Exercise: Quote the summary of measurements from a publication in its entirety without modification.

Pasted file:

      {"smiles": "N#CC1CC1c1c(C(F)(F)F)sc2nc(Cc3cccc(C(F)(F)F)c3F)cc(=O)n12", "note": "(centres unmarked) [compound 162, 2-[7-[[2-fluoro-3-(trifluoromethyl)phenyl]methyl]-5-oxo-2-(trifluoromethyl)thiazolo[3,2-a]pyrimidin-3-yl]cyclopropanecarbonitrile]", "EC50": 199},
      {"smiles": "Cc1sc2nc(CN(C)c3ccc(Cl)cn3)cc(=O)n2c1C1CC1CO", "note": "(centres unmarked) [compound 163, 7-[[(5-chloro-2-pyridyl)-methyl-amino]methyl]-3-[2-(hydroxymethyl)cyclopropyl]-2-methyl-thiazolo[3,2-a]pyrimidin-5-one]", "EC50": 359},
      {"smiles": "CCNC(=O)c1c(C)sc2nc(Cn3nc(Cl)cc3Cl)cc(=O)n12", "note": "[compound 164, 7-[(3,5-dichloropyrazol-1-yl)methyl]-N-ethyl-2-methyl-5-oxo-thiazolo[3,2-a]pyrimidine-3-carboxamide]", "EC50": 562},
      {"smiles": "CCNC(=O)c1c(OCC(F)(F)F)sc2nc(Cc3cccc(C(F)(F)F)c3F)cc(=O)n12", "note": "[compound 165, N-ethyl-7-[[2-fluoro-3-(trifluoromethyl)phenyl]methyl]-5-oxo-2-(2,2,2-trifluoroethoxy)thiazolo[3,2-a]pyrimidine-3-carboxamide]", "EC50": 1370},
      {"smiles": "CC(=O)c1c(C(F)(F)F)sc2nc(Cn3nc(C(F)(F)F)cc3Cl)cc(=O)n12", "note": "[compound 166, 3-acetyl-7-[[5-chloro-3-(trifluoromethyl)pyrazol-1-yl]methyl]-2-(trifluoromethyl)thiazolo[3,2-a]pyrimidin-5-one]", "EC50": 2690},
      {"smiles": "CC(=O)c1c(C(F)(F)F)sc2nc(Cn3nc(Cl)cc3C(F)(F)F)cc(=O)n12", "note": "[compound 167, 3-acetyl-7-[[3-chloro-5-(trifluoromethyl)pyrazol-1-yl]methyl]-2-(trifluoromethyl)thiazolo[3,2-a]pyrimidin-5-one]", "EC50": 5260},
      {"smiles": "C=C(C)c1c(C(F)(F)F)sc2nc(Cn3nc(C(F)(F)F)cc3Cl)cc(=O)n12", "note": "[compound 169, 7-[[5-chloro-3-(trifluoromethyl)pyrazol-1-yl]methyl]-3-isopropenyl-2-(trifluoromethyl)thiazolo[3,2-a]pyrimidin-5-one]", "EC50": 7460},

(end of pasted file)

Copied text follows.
      {"smiles": "N#CC1CC1c1c(C(F)(F)F)sc2nc(Cc3cccc(C(F)(F)F)c3F)cc(=O)n12", "note": "(centres unmarked) [compound 162, 2-[7-[[2-fluoro-3-(trifluoromethyl)phenyl]methyl]-5-oxo-2-(trifluoromethyl)thiazolo[3,2-a]pyrimidin-3-yl]cyclopropanecarbonitrile]", "EC50": 199},
      {"smiles": "Cc1sc2nc(CN(C)c3ccc(Cl)cn3)cc(=O)n2c1C1CC1CO", "note": "(centres unmarked) [compound 163, 7-[[(5-chloro-2-pyridyl)-methyl-amino]methyl]-3-[2-(hydroxymethyl)cyclopropyl]-2-methyl-thiazolo[3,2-a]pyrimidin-5-one]", "EC50": 359},
      {"smiles": "CCNC(=O)c1c(C)sc2nc(Cn3nc(Cl)cc3Cl)cc(=O)n12", "note": "[compound 164, 7-[(3,5-dichloropyrazol-1-yl)methyl]-N-ethyl-2-methyl-5-oxo-thiazolo[3,2-a]pyrimidine-3-carboxamide]", "EC50": 562},
      {"smiles": "CCNC(=O)c1c(OCC(F)(F)F)sc2nc(Cc3cccc(C(F)(F)F)c3F)cc(=O)n12", "note": "[compound 165, N-ethyl-7-[[2-fluoro-3-(trifluoromethyl)phenyl]methyl]-5-oxo-2-(2,2,2-trifluoroethoxy)thiazolo[3,2-a]pyrimidine-3-carboxamide]", "EC50": 1370},
      {"smiles": "CC(=O)c1c(C(F)(F)F)sc2nc(Cn3nc(C(F)(F)F)cc3Cl)cc(=O)n12", "note": "[compound 166, 3-acetyl-7-[[5-chloro-3-(trifluoromethyl)pyrazol-1-yl]methyl]-2-(trifluoromethyl)thiazolo[3,2-a]pyrimidin-5-one]", "EC50": 2690},
      {"smiles": "CC(=O)c1c(C(F)(F)F)sc2nc(Cn3nc(Cl)cc3C(F)(F)F)cc(=O)n12", "note": "[compound 167, 3-acetyl-7-[[3-chloro-5-(trifluoromethyl)pyrazol-1-yl]methyl]-2-(trifluoromethyl)thiazolo[3,2-a]pyrimidin-5-one]", "EC50": 5260},
      {"smiles": "C=C(C)c1c(C(F)(F)F)sc2nc(Cn3nc(C(F)(F)F)cc3Cl)cc(=O)n12", "note": "[compound 169, 7-[[5-chloro-3-(trifluoromethyl)pyrazol-1-yl]methyl]-3-isopropenyl-2-(trifluoromethyl)thiazolo[3,2-a]pyrimidin-5-one]", "EC50": 7460},